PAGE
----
There are four points of view telling the story of Salt to the Sea, and each is distinctive, secretive, and profound. We have Emilia, a young Polish girl of fifteen who has faced untold horrors of World War II, and is saved early on by the "knight", Florian. Florian has a major secret of his own; he is carrying something very valuable and is trying to get away to safety while simultaneously exacting revenge on those with whom he worked. Distracting Florian, however, is the young nurse, Joana, a Lithuanian who is leading a rag tag group to the safety of a ship leaving Germany now that Hitler has deemed it all right in the final months of the war. Finally, there is Alfred, a young sailor in the German navy who "writes" letters in his head to his love, Hannelore, while avoiding work and planning a dazzling future.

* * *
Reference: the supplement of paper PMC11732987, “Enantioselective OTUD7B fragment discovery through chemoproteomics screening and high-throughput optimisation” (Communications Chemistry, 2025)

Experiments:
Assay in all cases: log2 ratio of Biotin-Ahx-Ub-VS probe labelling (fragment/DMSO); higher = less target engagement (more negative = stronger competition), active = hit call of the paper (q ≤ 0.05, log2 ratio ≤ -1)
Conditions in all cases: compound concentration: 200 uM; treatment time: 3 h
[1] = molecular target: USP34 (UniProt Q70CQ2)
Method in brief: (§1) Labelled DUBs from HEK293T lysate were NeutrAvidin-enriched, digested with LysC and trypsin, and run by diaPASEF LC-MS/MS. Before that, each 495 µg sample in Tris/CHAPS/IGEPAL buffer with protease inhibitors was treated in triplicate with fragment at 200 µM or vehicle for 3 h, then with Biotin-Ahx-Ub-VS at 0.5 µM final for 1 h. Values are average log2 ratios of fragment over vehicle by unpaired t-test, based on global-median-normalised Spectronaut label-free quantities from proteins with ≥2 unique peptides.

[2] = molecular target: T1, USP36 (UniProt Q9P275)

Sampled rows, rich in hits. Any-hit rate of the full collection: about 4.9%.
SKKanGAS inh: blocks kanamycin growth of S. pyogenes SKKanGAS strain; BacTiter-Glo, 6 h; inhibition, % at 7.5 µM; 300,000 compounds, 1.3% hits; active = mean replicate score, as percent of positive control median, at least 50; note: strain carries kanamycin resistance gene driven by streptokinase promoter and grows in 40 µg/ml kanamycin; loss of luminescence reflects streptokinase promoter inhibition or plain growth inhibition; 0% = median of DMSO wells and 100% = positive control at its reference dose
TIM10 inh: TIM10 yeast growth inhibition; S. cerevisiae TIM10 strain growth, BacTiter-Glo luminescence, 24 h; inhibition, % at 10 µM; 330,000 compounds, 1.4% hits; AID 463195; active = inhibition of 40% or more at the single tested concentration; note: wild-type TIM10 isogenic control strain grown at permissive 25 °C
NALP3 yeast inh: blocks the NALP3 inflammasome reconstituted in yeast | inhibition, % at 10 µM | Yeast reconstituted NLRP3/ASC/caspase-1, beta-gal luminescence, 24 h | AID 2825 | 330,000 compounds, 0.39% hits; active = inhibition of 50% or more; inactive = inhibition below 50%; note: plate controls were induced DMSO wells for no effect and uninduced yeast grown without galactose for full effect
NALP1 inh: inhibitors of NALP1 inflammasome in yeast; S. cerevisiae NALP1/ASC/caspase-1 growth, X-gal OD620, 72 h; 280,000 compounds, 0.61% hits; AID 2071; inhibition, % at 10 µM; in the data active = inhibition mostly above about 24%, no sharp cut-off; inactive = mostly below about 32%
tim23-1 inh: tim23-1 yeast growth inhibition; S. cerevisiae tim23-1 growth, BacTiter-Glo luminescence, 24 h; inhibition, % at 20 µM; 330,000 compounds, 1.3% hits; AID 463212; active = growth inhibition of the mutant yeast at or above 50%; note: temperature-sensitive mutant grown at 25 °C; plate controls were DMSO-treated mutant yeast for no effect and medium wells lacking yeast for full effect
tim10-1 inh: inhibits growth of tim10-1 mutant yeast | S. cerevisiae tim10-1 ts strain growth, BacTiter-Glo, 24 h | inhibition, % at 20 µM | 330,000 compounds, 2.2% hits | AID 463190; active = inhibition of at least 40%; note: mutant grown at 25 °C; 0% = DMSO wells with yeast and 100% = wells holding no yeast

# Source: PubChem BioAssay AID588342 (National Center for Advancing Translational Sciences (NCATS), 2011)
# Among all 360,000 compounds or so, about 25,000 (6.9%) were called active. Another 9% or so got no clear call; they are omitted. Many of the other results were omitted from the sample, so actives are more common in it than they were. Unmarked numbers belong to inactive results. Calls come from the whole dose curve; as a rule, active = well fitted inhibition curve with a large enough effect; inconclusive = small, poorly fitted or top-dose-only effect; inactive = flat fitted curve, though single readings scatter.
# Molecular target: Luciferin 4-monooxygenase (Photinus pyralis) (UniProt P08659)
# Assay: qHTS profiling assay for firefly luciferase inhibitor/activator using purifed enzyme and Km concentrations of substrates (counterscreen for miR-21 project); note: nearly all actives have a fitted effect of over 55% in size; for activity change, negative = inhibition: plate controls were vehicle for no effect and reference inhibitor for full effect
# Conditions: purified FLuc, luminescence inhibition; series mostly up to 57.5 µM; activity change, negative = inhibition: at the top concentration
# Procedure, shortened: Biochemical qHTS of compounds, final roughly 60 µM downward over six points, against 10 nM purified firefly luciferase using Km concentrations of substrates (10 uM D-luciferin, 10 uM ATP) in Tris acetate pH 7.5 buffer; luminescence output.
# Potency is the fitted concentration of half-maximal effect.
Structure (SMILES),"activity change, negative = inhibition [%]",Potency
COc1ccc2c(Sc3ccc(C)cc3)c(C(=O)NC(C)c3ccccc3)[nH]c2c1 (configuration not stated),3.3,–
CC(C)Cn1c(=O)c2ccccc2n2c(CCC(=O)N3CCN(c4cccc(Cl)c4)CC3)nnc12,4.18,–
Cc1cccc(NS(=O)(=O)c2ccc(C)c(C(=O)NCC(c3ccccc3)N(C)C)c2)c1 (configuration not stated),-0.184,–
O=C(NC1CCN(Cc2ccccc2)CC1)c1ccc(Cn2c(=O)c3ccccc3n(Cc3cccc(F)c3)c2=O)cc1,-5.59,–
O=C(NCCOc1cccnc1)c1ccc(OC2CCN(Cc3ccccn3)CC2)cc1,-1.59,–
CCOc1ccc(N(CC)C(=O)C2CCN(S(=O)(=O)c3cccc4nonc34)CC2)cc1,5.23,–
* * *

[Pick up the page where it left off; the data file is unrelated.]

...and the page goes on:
Though these are the voices we hear, there are so many others involved and each one will wrap themselves around your heart, in particular the Shoe Poet and the Wandering Boy who are assisted in getting on the liner Wilhelm Gustloff along with the others. They are stunning examples of man's inhumanity to man and yet the power of hope and the determination to survive. Sepetys gives them lives that represent so many more who experienced as much trauma or even worse.
So much happens that you will find yourself wanting to totally inhale this story, but make yourself slow down and feel the ache of hunger, the biting cold, the long walks, the deceptions and the triumphs. Sepetys has done her research meticulously and it shows in every word. I cannot rate this one highly enough and I urge you to read it and remember it.